"When life gives you lemons, make lemonade."

Five years later in 2014, I contacted Frances Main, our MDC forester, looking for some way of using the downed wood.  Most of it was a half mile up a rather steep trail, a challenge to most vehicles.  She got me in touch with Ed Hultgren and a crew of volunteer wood cutters which does charity wood harvests.

They would donate their time to cut, split and deliver firewood to families that heat with wood but have neither the source or the financial resources to obtain fuel at the present.  They had been collecting our downed wood now for several years.  This year he and Steve Prine planned a big charity harvest and coincidentally there was a sudden shortage of propane for heating throughout the area.

Young work horse
Saturday was the big day, with around 14 wood cutters arriving from Cabool, Carthage, Arkansas, Mississippi, and four "Okies from Muskogee," many of whom were professional timbermen.  I use the term Okies with the greatest respect as they were great guys, big, strong and especially because all of them were holding chainsaws They brought four powerful wood splitters, a UTV with a power dump back, and an unbelievable collection of chain saws.  Four of them brought their kids who worked hard hauling wood to the splitters and moving the split wood onto the six big trailers Ed had borrowed.

When Steve said he would bring a "collection of saws," Barb said he just meant backup saws as "no one would collect chainsaws."  Knowing "men and boys and the price of their toys" in a world where Harbor Freight acts as an adult Toys-R-Us, I respectfully disagreed.  It turns out that for once I was right.  Steve alone has over 90, most of which are operational. Almost everyone there collected chainsaws to some degree and all had several brands on hand, both modern and historic, switching between them just for fun.

A real man's chainsaw
We had a lot of logs previously hauled out of the woods by tractor, enough to keep them busy I thought.  This backlog lasted until about 11 AM and from then on we were dragging logs out as crews plunged into the woods with abandon. Several dead trees were felled, always leaving lots standing as future housing for wildlife.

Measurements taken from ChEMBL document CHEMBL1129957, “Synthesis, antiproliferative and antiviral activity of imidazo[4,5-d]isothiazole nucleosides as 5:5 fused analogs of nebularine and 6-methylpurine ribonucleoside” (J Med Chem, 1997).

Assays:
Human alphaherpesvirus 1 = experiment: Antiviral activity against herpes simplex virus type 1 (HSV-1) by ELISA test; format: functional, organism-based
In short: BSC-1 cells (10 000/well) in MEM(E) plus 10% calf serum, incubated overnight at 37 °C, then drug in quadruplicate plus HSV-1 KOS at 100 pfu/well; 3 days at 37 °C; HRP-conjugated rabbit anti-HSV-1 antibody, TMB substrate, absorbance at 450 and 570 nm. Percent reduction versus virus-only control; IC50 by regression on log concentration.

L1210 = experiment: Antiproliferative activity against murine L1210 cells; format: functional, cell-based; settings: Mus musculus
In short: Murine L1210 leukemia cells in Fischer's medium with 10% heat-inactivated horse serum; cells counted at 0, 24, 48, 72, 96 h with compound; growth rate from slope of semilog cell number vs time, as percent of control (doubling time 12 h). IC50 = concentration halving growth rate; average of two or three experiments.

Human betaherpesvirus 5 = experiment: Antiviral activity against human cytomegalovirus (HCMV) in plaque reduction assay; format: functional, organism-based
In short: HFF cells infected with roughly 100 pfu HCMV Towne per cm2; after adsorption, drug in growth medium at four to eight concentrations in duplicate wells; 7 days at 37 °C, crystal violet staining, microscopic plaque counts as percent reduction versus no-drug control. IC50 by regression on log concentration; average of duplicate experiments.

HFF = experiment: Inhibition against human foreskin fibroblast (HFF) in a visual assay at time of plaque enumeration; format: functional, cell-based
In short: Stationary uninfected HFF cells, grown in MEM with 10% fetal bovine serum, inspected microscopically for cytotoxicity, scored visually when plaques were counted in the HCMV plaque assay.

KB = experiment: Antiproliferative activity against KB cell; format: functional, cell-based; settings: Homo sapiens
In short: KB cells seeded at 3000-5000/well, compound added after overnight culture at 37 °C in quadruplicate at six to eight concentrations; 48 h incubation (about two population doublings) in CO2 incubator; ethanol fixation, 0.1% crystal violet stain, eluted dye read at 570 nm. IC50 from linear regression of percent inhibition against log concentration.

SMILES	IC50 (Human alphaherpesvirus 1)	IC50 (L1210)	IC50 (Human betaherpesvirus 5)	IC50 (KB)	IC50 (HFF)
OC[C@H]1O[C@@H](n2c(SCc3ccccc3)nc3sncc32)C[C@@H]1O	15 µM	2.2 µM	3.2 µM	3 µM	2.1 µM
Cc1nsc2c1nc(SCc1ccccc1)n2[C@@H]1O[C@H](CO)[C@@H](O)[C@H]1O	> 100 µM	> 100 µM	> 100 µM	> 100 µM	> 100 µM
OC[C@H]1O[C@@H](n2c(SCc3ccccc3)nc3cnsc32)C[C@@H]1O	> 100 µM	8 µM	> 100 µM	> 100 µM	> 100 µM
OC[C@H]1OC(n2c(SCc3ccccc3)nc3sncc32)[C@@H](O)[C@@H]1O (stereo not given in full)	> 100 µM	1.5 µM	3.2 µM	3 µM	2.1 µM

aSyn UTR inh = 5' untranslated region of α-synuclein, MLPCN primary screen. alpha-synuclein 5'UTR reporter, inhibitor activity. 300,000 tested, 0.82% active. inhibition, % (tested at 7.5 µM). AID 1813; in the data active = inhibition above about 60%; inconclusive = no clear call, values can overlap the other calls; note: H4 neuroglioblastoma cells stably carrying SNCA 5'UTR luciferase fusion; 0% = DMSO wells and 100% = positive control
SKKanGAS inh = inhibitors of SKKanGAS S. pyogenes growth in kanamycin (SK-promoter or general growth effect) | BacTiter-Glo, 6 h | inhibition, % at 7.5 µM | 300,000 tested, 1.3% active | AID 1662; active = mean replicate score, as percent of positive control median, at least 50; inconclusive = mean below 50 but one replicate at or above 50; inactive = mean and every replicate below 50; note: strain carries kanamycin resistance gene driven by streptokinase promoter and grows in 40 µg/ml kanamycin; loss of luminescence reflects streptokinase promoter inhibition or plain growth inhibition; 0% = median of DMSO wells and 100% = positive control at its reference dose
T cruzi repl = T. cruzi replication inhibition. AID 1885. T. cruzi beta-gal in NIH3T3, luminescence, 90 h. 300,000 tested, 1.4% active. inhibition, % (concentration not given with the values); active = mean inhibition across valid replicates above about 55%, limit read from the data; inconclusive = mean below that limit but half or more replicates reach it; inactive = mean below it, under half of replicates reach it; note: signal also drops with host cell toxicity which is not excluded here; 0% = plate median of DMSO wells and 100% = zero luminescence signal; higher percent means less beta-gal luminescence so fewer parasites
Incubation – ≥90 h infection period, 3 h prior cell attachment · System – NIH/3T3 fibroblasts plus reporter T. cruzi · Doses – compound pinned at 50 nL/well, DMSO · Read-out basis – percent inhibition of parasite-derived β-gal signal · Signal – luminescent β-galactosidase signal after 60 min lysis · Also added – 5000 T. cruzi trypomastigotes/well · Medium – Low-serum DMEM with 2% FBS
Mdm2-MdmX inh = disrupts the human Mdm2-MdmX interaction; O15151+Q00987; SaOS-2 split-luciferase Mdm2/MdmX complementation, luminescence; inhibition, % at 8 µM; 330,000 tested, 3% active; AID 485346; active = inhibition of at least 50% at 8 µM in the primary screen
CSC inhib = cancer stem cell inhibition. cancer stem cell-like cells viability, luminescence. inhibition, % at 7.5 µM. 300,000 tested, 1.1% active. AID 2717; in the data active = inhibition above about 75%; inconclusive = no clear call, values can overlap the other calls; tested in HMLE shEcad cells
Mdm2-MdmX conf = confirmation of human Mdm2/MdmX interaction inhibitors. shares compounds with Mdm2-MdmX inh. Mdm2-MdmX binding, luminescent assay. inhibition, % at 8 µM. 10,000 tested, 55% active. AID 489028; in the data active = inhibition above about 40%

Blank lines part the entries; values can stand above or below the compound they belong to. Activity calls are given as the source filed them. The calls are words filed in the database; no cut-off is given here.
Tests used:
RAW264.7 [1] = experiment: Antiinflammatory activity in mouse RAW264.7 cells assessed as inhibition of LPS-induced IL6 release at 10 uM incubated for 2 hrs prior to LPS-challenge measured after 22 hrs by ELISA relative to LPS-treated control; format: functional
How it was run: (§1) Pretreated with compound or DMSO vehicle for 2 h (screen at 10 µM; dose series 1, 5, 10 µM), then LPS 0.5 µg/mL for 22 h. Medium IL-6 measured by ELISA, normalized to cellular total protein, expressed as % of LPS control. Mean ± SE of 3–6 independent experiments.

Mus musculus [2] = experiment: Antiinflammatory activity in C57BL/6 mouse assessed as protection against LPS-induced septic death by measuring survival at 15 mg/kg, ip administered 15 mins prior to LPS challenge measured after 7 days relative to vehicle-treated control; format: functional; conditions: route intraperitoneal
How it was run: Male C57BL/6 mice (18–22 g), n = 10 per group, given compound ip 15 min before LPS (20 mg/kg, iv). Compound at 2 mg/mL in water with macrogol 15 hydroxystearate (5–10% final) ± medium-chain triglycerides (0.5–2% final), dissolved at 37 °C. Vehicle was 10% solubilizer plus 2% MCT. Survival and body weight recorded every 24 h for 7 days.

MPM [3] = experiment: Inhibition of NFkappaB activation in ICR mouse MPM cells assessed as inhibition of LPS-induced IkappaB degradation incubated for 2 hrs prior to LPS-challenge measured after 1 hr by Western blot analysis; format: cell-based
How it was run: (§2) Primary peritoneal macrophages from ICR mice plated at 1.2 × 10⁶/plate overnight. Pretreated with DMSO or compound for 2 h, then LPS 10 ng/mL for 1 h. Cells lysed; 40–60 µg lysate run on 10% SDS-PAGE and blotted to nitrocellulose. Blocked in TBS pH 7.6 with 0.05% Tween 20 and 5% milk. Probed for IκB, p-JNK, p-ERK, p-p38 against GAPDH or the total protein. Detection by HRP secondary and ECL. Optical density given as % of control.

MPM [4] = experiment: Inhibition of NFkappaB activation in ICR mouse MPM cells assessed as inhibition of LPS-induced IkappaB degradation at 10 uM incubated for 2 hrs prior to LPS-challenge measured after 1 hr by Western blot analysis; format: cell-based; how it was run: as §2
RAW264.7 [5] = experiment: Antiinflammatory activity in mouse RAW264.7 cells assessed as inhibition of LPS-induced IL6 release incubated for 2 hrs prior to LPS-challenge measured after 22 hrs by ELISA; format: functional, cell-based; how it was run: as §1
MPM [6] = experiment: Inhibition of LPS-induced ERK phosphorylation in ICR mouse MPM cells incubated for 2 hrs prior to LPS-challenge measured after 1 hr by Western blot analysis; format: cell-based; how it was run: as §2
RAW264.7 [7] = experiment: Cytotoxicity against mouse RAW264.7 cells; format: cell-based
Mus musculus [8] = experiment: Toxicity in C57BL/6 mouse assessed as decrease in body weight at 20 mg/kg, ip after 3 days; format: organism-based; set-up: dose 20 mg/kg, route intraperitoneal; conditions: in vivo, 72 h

They harvested 7 huge trailers full of split firewood as well as other large piles which would be loaded onto the trailers once they are emptied.  By late afternoon several loads had been delivered to families which heat with wood but don't have the resources to obtain wood or buy it.  With a sudden shortage of propane, the timing couldn't be better.  For that reason, to my surprise, KY3 showed up to film the event, arranged for by the organizers of the cut, Steve Prine and Ed Hultgren.

Ordinarily I enjoy running a chainsaw and cutting up logs but that Saturday my role was as the greeter, photographer, and chief log-dragger using my tractor to back into the woods and drag out logs to the cutters and splitters.  Besides, I was a little embarrassed displaying my "little" Stihl 260 saws which looked like they were made by Mattel compared to their monsters.

Homemade splitter

The boys were cute and hard working, hauling cut logs that I would find intimidating. Each had his dad's work ethic with a little mischief thrown in.  There were undoubtedly a lot of snoring kids headed toward Muskogee and Cabool that night.

By Tuesday morning, 8 loads had been delivered to families in need, and the wood pictured below is some of the next loads which are being scheduled.  Ed's crews have delivered 693 pickup truck loads in the last 5 years as the program has grown and I can't guess at how many they packaged that Saturday.

You can see more on the 2014 firewood harvest in this KY3 video news report.  There is one error in the video- no firewood was sold, only delivered by volunteers to those in need.

Here is Drew Albert's personal story on the 2009 storm. 
"I was home on a day off on Friday morning.  I had worked an overnight shift the morning before.  Because my sleep schedule was off, I got up at 5AM and watched this storm roll in.  When I saw the wind reports at Joplin I filled the tub and large containers with water and moved the car to an open spot away from trees.
We were lucky because our house sits in some lower terrain, we had no roof damage. All our neighbors had at least some. No power until sometime the next day. The bad news was three large trees fell and blocked our way out to the road. Chain saws came out, but it took until afternoon before we and our two neighbors could get out."

If you didn't read Drew's Springfield Daily Citizen column on derechos and how they form at the start of this blog, here is the link again.  SDC link.


More on the subject at these links from Drew.

Good video from an eye witness: Derecho Tales - Logger Larry May survives tornado - YouTube
And an excellent article here: (